Computers and Society


The decade of the 1980\'s saw an explosion in computer technology and
computer usage that deeply changed society. Today computers are a part of
everyday life, they are in their simplest form a digital watch or more complexly
computers manage power grids, telephone networks, and the money of the world.
Henry Grunwald, former US ambassador to Austria best describes the computer\'s
functions, “It enables the mind to ask questions, find answers, stockpile
knowledge, and devise plans to move mountains, if not worlds.” Society has
embraced the computer and accepted it for its many powers which can be used for
business, education, research, and warfare.
The first mechanical calculator, a system of moving beads called the
abacus, was invented in Babylonia around 500 BC. The abacus provided the fastest
method of calculating until 1642, when the French scientist Pascal invented a
calculator made of wheels and cogs. The concept of the modern computer was
first outlined in 1833 by the British mathematician Charles Babbage. His design
of an analytical engine contained all of the necessary components of a modern
computer: input devices, a memory, a control unit, and output devices. Most of
the actions of the analytical engine were to be done through the use of punched
cards. Even though Babbage worked on the analytical engine for nearly 40 years,
he never actually made a working machine.
In 1889 Herman Hollerith, an American inventor, patented a calculating
machine that counted, collated, and sorted information stored on punched cards.
His machine was first used to help sort statistical information for the 1890
United States census. In 1896 Hollerith founded the Tabulating Machine Company
to produce similar machines. In 1924, the company changed its name to
International Business Machines Corporation. IBM made punch-card office
machinery that dominated business until the late 1960s, when a new generation of
computers made the punch card machines obsolete.
The first fully electronic computer used vacuum tubes, and was so secret
that its existence was not revealed until decades after it was built. Invented
by the English mathematician Alan Turing and in 1943, the Colossus was the
computer that British cryptographers used to break secret German military codes.
The first modern general-purpose electronic computer was ENIAC or the Electronic
Numerical Integrator and Calculator. Designed by two American engineers, John
Mauchly and Presper Eckert, Jr., ENIAC was first used at the University of
Pennsylvania in 1946.
The invention of the transistor in 1948 brought about a revolution in
computer development, vacuum tubes were replaced by small transistors that
generated little heat and functioned perfectly as switches. Another big
breakthrough in computer miniaturization came in 1958, when Jack Kilby designed
the first integrated circuit. It was a wafer that included transistors,
resistors, and capacitors the major components of electronic circuitry. Using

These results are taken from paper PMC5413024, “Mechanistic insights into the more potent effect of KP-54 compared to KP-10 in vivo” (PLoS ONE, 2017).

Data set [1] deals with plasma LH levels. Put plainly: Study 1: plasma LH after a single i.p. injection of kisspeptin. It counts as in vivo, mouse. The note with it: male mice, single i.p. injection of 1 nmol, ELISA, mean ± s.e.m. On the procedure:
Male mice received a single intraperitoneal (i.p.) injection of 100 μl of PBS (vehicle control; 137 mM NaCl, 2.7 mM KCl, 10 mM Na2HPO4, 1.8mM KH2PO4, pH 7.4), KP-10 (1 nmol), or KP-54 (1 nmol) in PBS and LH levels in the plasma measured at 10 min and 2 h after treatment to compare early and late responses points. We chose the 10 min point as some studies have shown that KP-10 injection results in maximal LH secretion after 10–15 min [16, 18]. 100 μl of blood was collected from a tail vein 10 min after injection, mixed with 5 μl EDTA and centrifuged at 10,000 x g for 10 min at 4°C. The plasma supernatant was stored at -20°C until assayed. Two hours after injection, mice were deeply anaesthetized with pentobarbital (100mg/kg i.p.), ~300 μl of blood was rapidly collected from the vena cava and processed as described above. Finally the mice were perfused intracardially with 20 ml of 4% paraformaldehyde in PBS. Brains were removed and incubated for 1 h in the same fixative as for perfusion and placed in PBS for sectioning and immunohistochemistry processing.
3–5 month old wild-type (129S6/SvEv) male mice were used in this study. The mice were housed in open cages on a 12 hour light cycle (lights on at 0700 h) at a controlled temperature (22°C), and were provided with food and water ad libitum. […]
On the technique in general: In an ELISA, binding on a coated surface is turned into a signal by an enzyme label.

less expensive silicon chips, engineers succeeded in putting more and more
electronic components on each chip. Another revolution in microchip technology
occurred in 1971 when the American engineer Marcian Hoff combined the basic
elements of a computer on one tiny silicon chip, which he called a
microprocessor. This microprocessor the Intel 4004 and the hundreds of
variations that followed are the dedicated computers that operate thousands of
modern products and form the heart of almost every general-purpose electronic
computer.
By the mid-1970s, microchips and microprocessors had reduced the cost of
the thousands of electronic components required in a computer. The first
affordable desktop computer designed specifically for personal use was called
the Altair 8800, first sold in 1974. In 1977 Tandy Corporation became the first
major electronics firm to produce a personal computer. Soon afterward, a
company named Apple Computer, founded by Stephen Wozniak and Steven Jobs, began
producing computers. IBM introduced its Personal Computer, or PC, in 1981, and
as a result of competition from the makers of clones the price of personal
computers fell drastically. Just recently Apple Computer allowed its computers
to be cloned by competitors.
During this long time of computer evolution, business has grasped at the
computer, hoping to use it to increase productivity and minimize costs. The
computer has been put on assembly lines, controlling robots. In offices
computers have popped up everywhere, sending information and allowing numbers to
easily be processed. Two key words that apply today are downsizing and
productivity. Companies hope the increase worker productivity, meaning less
working which then allows for downsizing. The computer is supposed to be the
magic wand that will make productivity shoot through the roof, but in some cases
the computer was a waste of time and money.
Reliance Insurance is an example of computer technology falling flat on
its face, wasting a great deal of money, while producing little or no results. “
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